Is a 'failed design' every really a 'fail'?
As soon as I saw the fabric and materials, I knew exactly what I wanted to create! I had been re-reading the ‘Anne of Green Gable’ books (surprising what you find when you unpack!), and to me, the colours looked perfect for a country fence with the moon shining down.
But, it was one of those designs which worked much better in my head than it did in practice!
What were we given in this pack?
As with all of these pack, there was a lovely variety of different materials and threads that we were given to ‘play’ with.
- ‘Threadworx’ Stranded Cotton – this is a lovely cotton and is slightly variegated. It isn’t like a DMC thread where you can choose your own thread length. The thread is pre-cut, which comes with it’s own advantages and disadvantages
- Caron Wildflowers cotton pearle thread
- Stef Francis 12 ply silk
- Threadworx Overdyed Kreinik #8 Braid
- Devere Yarns silk
- Silver Smooth Purl #6
- Silver Bright Check Purl #6
- Silver Pearl Purl #1
My idea for these materials
As I mentioned, my idea for this came from images formed in my mind again after reading some of the ‘Anne of Green Gables’ series.
The moonlight shining down seemed to me to be appropriate for the colour of the fabric. I liked the idea of only outlining the design (so no ‘fill’), except for the stumpwork flowers. I was originally thinking an old farm gate, I’m not sure why that became just a fence, but anyway!
Stumpwork flower petals
I started by stitching the stumpwork flowers. Whilst the three different purple threads we were given were all quite different, I liked the idea of creating a flower from each of them.
The Pearl thread petals
The Stranded cotton petals
The next flower was stitched up using stranded cotton, so no surprises there!
The Fine Silk petals
And for the final one I used the Devere Yarns silk. What I found interesting with Alison’s notes here was that the silk, whilst you can purchase it different thicknesses, is all made from the same thickness single strand. So if you are using a single strand, it doesn’t matter what thickness thread you have on hand, you can use a single strand and it will be the same.
Using this silk thread - the different weights of this thread
I did experiment with this, as I needed a green thread, and choose one from the silks I have received over the past couple of years in their Advent Calendar. For this, I chose a 12 thread, which on their website says is the same as using a single strand of stranded cotton. It did feel marginally thicker than the single strand of 18 thread. Of course there was no in depth analysis on this, more just my ‘feelings’. So I’m not 100% convinced that you can use a single strand of any thickness silk in your collection and end up with the same result.
An enjoyable thread to use!
This was the first time I have really used extensively the Devere Yarns silk, despite having quite a collection from their last couple of Advent Calendars! The one thing I can say is these threads are beautiful to stitch with! At first I thought it would be somewhat weak (as it is quite fine), but when stitching in split stitch (which DMC has a tendancy of snapping when stitching), this thread performed well, and I had no snapping problems. It is a silk thread, so you do need to be aware of the thread wearing quickly. But even in this it held up very well!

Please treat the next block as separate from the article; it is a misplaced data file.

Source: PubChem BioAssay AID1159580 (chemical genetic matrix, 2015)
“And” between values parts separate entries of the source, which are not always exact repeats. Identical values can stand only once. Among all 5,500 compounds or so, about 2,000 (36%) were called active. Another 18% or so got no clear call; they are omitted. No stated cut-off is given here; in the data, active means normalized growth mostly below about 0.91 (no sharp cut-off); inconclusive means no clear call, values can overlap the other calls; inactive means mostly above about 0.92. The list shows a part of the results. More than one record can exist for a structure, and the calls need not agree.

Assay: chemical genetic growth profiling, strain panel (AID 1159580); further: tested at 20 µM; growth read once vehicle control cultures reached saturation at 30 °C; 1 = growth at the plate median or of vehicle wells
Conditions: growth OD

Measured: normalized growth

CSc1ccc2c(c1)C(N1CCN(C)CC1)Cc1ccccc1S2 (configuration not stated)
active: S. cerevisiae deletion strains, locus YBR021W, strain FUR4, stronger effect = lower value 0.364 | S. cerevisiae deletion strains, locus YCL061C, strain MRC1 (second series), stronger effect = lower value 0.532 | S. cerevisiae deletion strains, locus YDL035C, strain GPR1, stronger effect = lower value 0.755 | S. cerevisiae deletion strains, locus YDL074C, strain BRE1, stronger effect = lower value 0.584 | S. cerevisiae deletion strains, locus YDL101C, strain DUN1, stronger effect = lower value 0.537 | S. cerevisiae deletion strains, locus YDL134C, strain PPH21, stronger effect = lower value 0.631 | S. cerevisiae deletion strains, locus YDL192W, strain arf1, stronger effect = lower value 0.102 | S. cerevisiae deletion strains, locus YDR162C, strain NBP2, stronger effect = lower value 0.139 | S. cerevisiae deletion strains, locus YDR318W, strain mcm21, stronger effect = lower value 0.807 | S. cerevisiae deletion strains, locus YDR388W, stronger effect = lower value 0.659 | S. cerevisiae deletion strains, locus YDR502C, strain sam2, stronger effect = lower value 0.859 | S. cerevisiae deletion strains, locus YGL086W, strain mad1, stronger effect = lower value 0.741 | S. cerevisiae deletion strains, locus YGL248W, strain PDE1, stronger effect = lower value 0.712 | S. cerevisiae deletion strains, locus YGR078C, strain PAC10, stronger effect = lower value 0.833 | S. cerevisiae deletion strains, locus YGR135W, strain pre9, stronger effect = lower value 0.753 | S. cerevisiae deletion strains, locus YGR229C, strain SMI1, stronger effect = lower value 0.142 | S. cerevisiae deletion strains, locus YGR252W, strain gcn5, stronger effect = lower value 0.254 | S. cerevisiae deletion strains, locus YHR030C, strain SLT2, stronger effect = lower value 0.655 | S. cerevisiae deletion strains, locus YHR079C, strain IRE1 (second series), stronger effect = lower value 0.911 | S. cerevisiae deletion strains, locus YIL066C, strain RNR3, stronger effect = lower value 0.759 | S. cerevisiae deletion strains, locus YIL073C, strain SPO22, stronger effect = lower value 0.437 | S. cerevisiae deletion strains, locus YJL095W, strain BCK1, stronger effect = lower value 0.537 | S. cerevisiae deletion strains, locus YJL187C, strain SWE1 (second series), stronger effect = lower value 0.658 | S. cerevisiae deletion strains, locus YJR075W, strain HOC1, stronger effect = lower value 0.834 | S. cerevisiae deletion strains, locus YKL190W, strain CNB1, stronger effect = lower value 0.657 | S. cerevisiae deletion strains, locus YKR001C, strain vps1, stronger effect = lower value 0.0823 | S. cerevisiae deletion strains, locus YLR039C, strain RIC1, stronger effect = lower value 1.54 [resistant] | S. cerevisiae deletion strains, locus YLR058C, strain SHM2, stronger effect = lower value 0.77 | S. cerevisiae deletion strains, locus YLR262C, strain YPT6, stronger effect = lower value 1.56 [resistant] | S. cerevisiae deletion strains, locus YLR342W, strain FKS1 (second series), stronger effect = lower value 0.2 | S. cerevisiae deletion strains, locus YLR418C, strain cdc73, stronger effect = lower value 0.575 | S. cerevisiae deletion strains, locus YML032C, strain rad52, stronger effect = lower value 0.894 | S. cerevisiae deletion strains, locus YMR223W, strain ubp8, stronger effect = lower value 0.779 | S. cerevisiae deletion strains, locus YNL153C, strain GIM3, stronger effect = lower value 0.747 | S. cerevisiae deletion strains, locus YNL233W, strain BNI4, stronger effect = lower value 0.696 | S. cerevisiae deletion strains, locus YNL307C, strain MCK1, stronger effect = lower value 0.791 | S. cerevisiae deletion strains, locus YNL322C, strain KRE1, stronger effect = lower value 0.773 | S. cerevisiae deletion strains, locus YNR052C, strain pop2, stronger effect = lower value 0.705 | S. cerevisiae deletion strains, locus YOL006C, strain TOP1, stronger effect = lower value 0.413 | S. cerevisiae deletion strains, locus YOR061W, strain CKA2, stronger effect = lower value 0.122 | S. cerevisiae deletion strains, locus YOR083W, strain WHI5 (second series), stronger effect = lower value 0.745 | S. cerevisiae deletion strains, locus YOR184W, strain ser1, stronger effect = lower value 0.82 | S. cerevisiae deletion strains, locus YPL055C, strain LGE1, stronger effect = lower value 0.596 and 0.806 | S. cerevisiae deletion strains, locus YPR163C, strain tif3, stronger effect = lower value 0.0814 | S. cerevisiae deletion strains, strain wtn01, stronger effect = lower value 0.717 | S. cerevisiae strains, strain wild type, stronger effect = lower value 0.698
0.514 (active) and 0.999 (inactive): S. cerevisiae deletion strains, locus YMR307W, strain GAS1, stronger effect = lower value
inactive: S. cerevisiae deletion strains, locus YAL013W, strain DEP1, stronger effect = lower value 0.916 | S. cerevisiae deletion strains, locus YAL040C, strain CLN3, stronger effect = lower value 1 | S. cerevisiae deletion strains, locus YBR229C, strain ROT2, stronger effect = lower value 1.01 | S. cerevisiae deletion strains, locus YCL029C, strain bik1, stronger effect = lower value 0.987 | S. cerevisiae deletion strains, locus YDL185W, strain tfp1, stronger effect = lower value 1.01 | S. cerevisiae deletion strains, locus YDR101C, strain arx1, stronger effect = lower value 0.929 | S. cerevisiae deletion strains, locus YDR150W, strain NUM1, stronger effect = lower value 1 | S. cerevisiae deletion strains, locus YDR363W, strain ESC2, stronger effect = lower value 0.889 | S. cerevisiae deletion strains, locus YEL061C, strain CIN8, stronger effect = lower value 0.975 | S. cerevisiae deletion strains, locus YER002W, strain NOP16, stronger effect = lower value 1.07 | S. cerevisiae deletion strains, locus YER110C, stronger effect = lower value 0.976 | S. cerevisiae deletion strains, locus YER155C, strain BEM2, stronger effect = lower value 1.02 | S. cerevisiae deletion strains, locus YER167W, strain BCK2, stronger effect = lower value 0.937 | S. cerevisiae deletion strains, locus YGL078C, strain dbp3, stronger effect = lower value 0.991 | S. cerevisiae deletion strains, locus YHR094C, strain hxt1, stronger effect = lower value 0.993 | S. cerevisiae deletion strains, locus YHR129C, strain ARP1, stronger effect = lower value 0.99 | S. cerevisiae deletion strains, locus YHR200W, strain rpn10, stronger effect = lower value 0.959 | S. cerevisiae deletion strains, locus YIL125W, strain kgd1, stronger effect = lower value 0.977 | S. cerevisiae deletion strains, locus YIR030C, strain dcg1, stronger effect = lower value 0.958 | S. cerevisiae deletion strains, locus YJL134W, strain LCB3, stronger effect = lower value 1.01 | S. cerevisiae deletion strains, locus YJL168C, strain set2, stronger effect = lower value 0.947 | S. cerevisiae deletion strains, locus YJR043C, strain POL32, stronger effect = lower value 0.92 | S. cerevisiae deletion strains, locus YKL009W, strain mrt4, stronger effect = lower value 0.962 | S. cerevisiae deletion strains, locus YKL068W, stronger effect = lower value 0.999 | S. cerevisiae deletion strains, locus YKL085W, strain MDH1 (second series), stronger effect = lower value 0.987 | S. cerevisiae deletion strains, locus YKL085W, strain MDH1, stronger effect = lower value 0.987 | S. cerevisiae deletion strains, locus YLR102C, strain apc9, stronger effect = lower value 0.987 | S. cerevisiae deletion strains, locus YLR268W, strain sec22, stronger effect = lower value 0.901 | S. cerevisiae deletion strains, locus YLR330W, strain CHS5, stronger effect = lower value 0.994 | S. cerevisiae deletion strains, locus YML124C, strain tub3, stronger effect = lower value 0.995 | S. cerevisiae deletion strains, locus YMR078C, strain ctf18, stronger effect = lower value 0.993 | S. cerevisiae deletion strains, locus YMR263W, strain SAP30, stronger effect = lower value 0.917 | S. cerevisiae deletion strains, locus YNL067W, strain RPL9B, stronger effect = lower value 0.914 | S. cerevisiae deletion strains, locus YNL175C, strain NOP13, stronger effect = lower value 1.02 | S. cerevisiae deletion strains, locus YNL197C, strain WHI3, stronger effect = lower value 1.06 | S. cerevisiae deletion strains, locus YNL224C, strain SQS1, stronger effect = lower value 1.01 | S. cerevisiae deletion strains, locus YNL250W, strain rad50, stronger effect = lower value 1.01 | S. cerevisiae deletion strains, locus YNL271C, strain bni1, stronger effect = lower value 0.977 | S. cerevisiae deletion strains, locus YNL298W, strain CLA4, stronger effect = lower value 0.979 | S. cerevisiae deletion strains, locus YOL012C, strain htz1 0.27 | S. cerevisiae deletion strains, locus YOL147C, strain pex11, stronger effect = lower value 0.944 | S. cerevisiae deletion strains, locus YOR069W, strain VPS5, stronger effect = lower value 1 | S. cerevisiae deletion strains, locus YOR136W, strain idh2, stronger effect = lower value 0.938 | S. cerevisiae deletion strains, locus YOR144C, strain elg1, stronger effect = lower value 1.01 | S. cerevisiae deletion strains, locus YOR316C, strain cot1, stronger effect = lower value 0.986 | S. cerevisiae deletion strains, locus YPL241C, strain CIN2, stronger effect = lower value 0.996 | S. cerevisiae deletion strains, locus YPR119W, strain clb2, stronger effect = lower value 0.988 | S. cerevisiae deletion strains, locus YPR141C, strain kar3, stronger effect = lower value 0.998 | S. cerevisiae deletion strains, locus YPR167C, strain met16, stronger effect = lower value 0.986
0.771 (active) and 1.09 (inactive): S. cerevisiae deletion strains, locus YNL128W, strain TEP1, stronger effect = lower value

Surface stitching and metalwork embroidery
The remainder of the embroiery was worked with the idea being that only the outline of the object needed to be stitched.
This seemed to work with certain elements, but I feel that perhaps the moon would have been better if it had been stitched with some chip work filling.
The owls added at the end were quite an after-thought. In hindsight, they probably should have been the centre stage to give the piece some ‘grounding’. Larger, more prominent birds in goldwork would have been a much better option I feel, however they were only stitched on as an after-thought!
And the finished piece
And here is the ‘finished’ design. It really doesn’t look ‘done’, and my husband asked what I was going to do to finish it, which isn’t a good sign!
But for now, it is ‘done’, and in the ‘lessons learned’ pile!
Lessons learned in this 'failed design'
Whilst this is a piece that didn’t really work, and could be put quite fairly in the ‘failed design’ category, I think it is also useful to think about the lessons learned.
Something to draw the eye in
Firstly, having something to draw the eye in is important. In this case the after thought owls could have taken a much larger part in the design. As it is, the piece looks like it isn’t complete. Something is missing. So whilst my original idea may have been sound, it wasn’t executed well, and the end result is something that would probably never achieve what it potentially could have.
The importance of 'just stitching'
The next point, which is possibly the most important, is the point that does it really matter that this ‘didn’t work’ as a design? It was an excercise in using a set of materials – which was achieved. I also explored more ‘new to me’ ways of stitching and using materials. Regardless of what the end result is, to me, this is probaby more important.
I’ve come away knowing more about design than I did before I stitched this piece. ‘Failed designs’ are bound to happen. And it was a piece for me, so does it really matter? I think not. It was a chance to explore and try different things. That is what is important!
So, what do you think, is a 'failed design' really a fail?
Or are you more like me, and decide to focus on what you’ve learnt from the process?
Let me know, I’d love to know your thoughts!